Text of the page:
SCODB is included
as an unconfigured pseudo-device driver
in the SCO OpenServer kernel.
To activate it:
Compile the driver or other kernel source module
with the -DDEBUG option
and install it in the kernel.
If you will be using the
source code line number feature),
compile the source module with the -g option.
Note that code compiled with the -g option
may not be optimized.
If necessary, run the
to modify the value of the SCODB tunable parameters.
If you are using source code line numbers,
set LINETB to twice the number of lines
of source code being recompiled with line numbers.
If you are using a display other than an ANSI console,
set SYSTTY to the number that corresponds
to the display being used.
``Setting up the display unit''.
For large configurations,
the value of SYMTB might need to be increased.
Configure the scodb driver into the kernel
by modifying the
file and relinking the kernel.
Be sure that the driver you are debugging
is also linked into the kernel.
Reboot the system.
Invoke kernel-level SCODB
by issuing the <Ctrl>x command on the console.
Invoke user-level SCODB by issuing the
scodb command at the shell prompt.
Kernel-level SCODB is also invoked by the
function coded into the driver or other kernel code,
and any time the kernel panics while the
scodb driver is configured into the kernel.
The value used to invoke kernel-level SCODB is
controlled by the DBKEY tunable parameter.
This can be set to any key that is not commonly used
for other purposes; see
``Modifying tunable parameters''.
Kernel-level SCODB can be run
from other types of displays.
``Setting up the display unit''.
command can be run without configuring
the scodb driver into the kernel,
but some additional setup steps are required.
``Structure/union and variable definition files''
When kernel-level SCODB is awaiting input,
it displays a prompt:
is a number indicating the entry level in the debugger.
In general, the entry level will be 0;
if SCODB is reentered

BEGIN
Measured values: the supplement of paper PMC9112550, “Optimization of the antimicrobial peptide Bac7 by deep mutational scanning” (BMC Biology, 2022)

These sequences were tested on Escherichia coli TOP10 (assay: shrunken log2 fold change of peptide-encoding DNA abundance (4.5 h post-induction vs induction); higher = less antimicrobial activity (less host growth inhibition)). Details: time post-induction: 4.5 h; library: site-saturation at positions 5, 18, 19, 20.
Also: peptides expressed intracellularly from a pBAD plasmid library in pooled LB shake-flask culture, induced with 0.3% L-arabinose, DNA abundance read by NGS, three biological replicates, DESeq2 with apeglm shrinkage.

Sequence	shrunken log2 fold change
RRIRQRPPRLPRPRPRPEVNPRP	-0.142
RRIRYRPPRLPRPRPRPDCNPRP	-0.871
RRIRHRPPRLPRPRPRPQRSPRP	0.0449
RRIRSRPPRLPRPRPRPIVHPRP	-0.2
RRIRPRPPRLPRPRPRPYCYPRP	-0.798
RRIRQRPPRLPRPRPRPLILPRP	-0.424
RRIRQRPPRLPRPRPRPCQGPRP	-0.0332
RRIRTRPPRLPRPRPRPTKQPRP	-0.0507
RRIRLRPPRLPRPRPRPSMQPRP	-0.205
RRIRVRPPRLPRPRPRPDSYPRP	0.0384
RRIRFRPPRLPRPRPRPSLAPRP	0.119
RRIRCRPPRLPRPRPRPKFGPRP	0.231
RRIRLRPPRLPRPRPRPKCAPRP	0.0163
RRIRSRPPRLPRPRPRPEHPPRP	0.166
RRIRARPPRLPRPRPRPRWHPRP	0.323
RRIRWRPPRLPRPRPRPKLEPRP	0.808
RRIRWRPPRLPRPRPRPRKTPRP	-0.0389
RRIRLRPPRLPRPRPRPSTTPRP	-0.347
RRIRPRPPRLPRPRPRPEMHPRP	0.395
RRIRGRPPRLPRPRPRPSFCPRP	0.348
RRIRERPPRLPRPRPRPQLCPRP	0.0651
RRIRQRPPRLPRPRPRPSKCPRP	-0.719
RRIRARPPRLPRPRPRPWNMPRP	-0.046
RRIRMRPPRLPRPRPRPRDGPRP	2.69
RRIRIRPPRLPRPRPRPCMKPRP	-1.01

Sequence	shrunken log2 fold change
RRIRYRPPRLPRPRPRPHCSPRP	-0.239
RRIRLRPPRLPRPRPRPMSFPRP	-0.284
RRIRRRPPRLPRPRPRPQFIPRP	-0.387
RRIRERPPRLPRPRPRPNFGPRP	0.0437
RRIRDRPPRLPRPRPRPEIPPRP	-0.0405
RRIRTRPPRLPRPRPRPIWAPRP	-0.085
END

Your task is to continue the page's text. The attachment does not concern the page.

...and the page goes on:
or a panic occurs while in the debugger,
the entry level will be incremented.
The level is decremented when exiting the debugger.
is a number indicating the command number in the history.
The prompt for the user-level
If you prefer emacs-style editing
to vi-style editing,
issue the editmode command as discussed in
``Setting the edit mode''.
for the functionality required.
SCODB has a history mechanism similar to that of
Entering <Esc> puts the current input line into edit mode,
where either vi- or emacs-style
editing can be used.
The vi and emacs modes
have separate history files,
so if you toggle between the two edit modes,
the command history is not shared.
Note that the number of history lines remembered
is a limited configurable parameter,
and that the ``undo'' facility is quite limited.
Use the quit (q) or quitif command
to exit SCODB:
q [address] /* Quit debugger */
quitif expression /* If (expression) then quit */
The debugger is exited by using q.
If address is given, execution resumes there, otherwise
the debugger makes a normal function return back to its
The quitif form is very useful in breakpoint command lists.
If the given expression evaluates to a non-zero value,
control returns to the kernel as in q.
A good understanding of kernel internals
is required to get full use of the SCODB debugger.
UNIX System Internals: A Practical Approach
gives a detailed explanation of the SCO OpenServer 5 kernel
and is an excellent reference to use
when running SCODB.
The following conventions are used throughout
Examples use the following format.
debug0:1 is system output
(the SCODB prompt in this case);
bp s5readi is user input.
<Del> denotes user input of ASCII DEL (octal 0177), or ``delete''.
<Esc> denotes user input of ASCII ESC (octal 033), or ``escape''.
<Space> denotes user input of ASCII SP (octal 040), or ``space''.
A quit character is any one of <Del>, q, or Q.
© 2005 The SCO Group, Inc. All rights reserved.
OpenServer 6 and UnixWare (SVR5) HDK - June 2005